Entering Writing Competitions: Really Useful Links by Lucy O’Callaghan

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Lucy O'Callaghan

Lucy O’Callaghan

Some writers enter competitions to seek validation of their writing, some use the deadlines of submitting to focus and hone their work, and others avoid them altogether. Entering writing competitions can be daunting but there are many benefits in overcoming your fears. I have put together some articles, podcasts, and YouTube videos with advice on entering writing competitions.

  1. https://www.whisperingstories.com/5-things-to-know-before-entering-a-short-story-contest/

In this article, a judge for the weekly short story contest at Reedsy shares 5 things to know before entering a short story competition. They tell the writer that your opening should engage the readers right away. With a short story, your opening sentences need to do the heavy lifting, use a short intriguing statement or compelling description. It is important that your writing is consistent; read your work through before sending it and edit it thoroughly. Another important aspect is your ending. Most good endings play it safe. Your ending does not have to be unexpected or even unusual in order to satisfy, in fact, readers should have a sense of what’s coming. Each tip in this article is backed up with great examples.

  1. https://thewritepractice.com/win-writing-contests/

The Write Practice tells us about the critical mistakes writers regularly make in submissions to writing contests and advises you to follow some guidelines to be sure you don’t make them. They include being sure to adhere to the theme and focus on a bite-sized story. Structure your story with clarity in mind; don’t overcomplicate your story. Hook your readers and the judges with a brilliant first line and get straight to the action. Start your story at the moment when ‘normal’ ends! This article also explains ways you can cut excess words so you can focus on the story. It advises you to nail the ending by tying up the loose ends neatly but not too neatly, leaving the story feeling resolved and also a bit mysterious.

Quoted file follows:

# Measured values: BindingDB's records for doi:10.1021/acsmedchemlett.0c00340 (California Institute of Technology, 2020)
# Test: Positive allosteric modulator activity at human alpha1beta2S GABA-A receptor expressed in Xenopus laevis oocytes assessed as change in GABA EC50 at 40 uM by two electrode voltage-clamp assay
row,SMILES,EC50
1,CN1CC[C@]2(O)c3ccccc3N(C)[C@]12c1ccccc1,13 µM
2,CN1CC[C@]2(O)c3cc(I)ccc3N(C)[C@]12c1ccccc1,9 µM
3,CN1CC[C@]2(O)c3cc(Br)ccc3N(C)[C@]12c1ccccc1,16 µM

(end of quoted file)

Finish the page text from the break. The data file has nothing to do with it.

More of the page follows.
1. https://www.writersdigest.com/resources/6-tips-for-entering-fiction-contests-from-a-judge

This article from Writer’s Digest emphasises the importance of following the guidelines when entering competitions. Your work could and probably will be ignored if you don’t. Keep the writing tight. Just because it might be a 3,000-word limit, it doesn’t mean you must use every word if the story can be written more concisely. It directs you to proofread using different techniques; in this way, you’ll find that you’ll pick up errors. The last tip is don’t address the judge in any way, you would be surprised by how many do!

  1. https://selfpublishingadvice.org/writing-competitions-why-enter-and-how-to-win/

This article is by Dea Parkin who has worked with the Crime Writer’s Association’s Debut Dagger and the Margery Allingham Short Mystery Competition. She advises how best to go about preparing your entry. Dea explains that writing competitions can inspire authors. Submitting your work, regardless of whether you place, or win, encourages you to hone your work; it makes you a sharper editor. You must adhere to the rules! Read them carefully. If there is a theme make sure your entry encapsulates it. Be different but not so different that a judge can’t be confident the story will have a wide appeal. And finally, if you know who the judges are, research them and find out about their writing preferences.